FIG. 1 depicts an acoustic homing torpedo 10, as an example of a steerable object. The depicted torpedo 10 is assumed to be moving from a first site, shown as a control site or submarine 11 to intercept a second site, shown as a target or contact 12 at an intercept point IP. Each of the torpedo 10, submarine 11 and contact 12 has a "state" defined by its respective course, speed and position. That is, the state of the torpedo 10, or its course, speed and position, is defined by parameters Cv, Sv, Xv, Yv and Zv respectively; the state of the control site 11, by parameters C0, S0, X0, Y0 and Z0 ; and the state of the contact 12, by parameters Cc, Sc, Xc, Yc and Zc. While the foregoing states fully define the relationships among the torpedo 10, submarine 11 and contact 12, in practice, as known, available measurements do not always enable all these states to be determined, particularly the state of the torpedo 10.
A control system at the launch or control site 11 derives whatever state information or parameters it can from a number of measured parameters. Specifically the launch site 11 uses its own navigation systems for determining its state. When measurements permit, the launch site 11 uses a bearing Bc from a reference line 13, typically north, to the target and a range Rc along a bearing line 16. The launch site can also estimate the course Cc and the speed Sc, of the contact 12. Information received from the torpedo 10 determines the bearing Bv and range Rv to the center of the torpedo 10. When the torpedo 10 has an acoustic homing device, a bearing Bgp and range Rgp to a guidance point 14 is also obtained. The guidance system located at the launch site 11 utilizes the various range and bearing signals for determining the trajectory and forwarding guidance commands to the torpedo 10 over a communications link 17, usually in the form of a communications cable.
FIG. 2 depicts the systems at the torpedo 10 and launch site 11 and the interconnecting communications link 17. Referring first to the guidance system 20 at the launch site 11, sensors 21 provide various signals. Specifically, information from contact sensors 22 produce either the bearing or both the bearing and range to the contact 12. The bearing and range signals are the Bc and Rc signals respectively. A contact state estimator 23, as known, uses the signals from the contact sensors to provide one or more estimates of the position, course and speed parameters for the contact state as conditions permit. Navigation sensors 24 provide the launch site position and provide signals representing the state of the launch site into a vehicle model 25. The vehicle model 25 utilizes these signals and signals from the torpedo 10 delivered over the communications link 17 and through a communications link interface 26 to produce signals representing the range and bearing to the torpedo such as the Bv, Rv, Bgp and Rgp signals shown in FIG. 1. If it appears that these signals are of adequate quality, they can be used to determine the state of the torpedo 10.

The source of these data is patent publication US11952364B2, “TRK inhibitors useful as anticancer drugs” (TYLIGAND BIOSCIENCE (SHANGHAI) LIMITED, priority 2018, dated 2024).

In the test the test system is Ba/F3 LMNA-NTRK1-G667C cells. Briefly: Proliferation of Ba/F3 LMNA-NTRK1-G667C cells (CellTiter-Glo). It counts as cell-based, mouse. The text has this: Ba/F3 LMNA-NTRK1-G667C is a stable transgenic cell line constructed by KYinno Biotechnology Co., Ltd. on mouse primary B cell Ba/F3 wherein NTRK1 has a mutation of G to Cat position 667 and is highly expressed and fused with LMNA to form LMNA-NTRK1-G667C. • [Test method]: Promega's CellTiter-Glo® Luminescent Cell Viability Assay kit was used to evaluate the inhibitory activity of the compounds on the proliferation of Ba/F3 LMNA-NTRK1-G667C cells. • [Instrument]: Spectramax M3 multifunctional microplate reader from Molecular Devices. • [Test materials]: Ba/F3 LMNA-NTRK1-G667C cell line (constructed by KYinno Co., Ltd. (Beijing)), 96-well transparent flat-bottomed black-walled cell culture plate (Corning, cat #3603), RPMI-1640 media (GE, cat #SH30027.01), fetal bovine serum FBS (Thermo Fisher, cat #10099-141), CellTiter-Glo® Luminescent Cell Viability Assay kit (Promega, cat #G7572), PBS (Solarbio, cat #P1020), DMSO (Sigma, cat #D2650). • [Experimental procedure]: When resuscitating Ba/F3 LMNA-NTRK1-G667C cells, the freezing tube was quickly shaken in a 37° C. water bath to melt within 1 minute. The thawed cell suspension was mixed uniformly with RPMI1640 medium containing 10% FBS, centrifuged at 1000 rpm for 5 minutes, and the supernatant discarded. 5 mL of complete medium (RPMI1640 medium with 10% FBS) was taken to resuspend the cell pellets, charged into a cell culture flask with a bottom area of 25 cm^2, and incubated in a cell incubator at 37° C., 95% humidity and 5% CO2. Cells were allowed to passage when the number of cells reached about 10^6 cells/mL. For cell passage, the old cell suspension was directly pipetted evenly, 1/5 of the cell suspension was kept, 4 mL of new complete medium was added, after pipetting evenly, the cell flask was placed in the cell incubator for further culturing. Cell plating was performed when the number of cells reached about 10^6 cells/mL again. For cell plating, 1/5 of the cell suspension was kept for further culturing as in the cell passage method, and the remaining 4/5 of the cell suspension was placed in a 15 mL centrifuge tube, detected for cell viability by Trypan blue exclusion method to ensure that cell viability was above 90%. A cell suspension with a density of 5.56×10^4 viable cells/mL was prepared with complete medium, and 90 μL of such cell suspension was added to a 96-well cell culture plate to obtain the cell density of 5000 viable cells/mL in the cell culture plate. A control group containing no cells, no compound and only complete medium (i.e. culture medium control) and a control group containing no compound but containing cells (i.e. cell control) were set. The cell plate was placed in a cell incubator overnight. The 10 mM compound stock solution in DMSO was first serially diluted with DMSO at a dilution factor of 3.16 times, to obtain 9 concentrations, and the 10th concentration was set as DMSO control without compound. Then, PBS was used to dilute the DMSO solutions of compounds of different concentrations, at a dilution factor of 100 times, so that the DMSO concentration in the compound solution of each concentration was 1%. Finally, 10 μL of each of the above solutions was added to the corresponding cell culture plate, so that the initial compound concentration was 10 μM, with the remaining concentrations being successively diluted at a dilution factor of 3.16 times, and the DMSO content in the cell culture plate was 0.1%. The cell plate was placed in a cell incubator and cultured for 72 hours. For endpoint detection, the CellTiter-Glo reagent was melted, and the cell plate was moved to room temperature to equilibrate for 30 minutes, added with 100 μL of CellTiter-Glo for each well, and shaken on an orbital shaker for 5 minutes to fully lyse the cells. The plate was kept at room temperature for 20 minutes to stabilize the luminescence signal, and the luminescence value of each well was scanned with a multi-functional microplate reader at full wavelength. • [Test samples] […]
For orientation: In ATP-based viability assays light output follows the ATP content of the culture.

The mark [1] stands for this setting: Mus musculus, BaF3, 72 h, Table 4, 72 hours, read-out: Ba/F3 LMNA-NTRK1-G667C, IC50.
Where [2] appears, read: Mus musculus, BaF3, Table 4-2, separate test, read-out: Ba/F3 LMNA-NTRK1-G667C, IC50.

A trajectory model 30 receives the signals from the contact state estimator 23 and the vehicle model 25. The trajectory model 30 can produce guidance commands according to different trajectory models, shown as trajectory models 1 through 3 and n in FIG. 2 and identified by reference numerals 31 through 34 respectively. For example, the trajectory model 31 could be constituted by a beam rider trajectory model. The trajectory models 32 and 33 could be constituted by a target, intercept trajectory model and a pursuit trajectory model, respectively. In accordance with this invention, one model, such as trajectory model n, is constituted by a model that provides an optimum trajectory if the communications link 17 should break.
Essentially the beam rider trajectory model 31, as known, guides the torpedo 10, or its guidance point 14, along the bearing line 16 from the launch site 11 to the contact 12. If the guidance point 14 is being controlled, the guidance commands seek to steer the torpedo 10 so the difference between the signals representing the bearing to the guidance point 14, Bgp, and the bearing to the contact, Bc, are minimized. If a torpedo 10 does not have a guidance point, the guidance commands steer the torpedo 10 so the difference between the signals representing the bearing to the contact 12, Bc, and the bearing to the torpedo, Bv, is minimized.
The target intercept trajectory model 32 determines a bearing from either the guidance point 14 to the contact 12 or from the torpedo 10 to the contact 12. The guidance system produces guidance commands that cause the torpedo 10 to move along a path 15 such that the bearing from either the guidance point 14 or the torpedo 10 to the contact does not change.
The pursuit trajectory model 33 uses the signals to guide the torpedo 10 so it always points at the contact 12.
The optimal breakage trajectory model 34 produces guidance commands based upon the probabilistic factors that will place the torpedo 10 on the best course to the contact 12 if the communications link 17 breaks.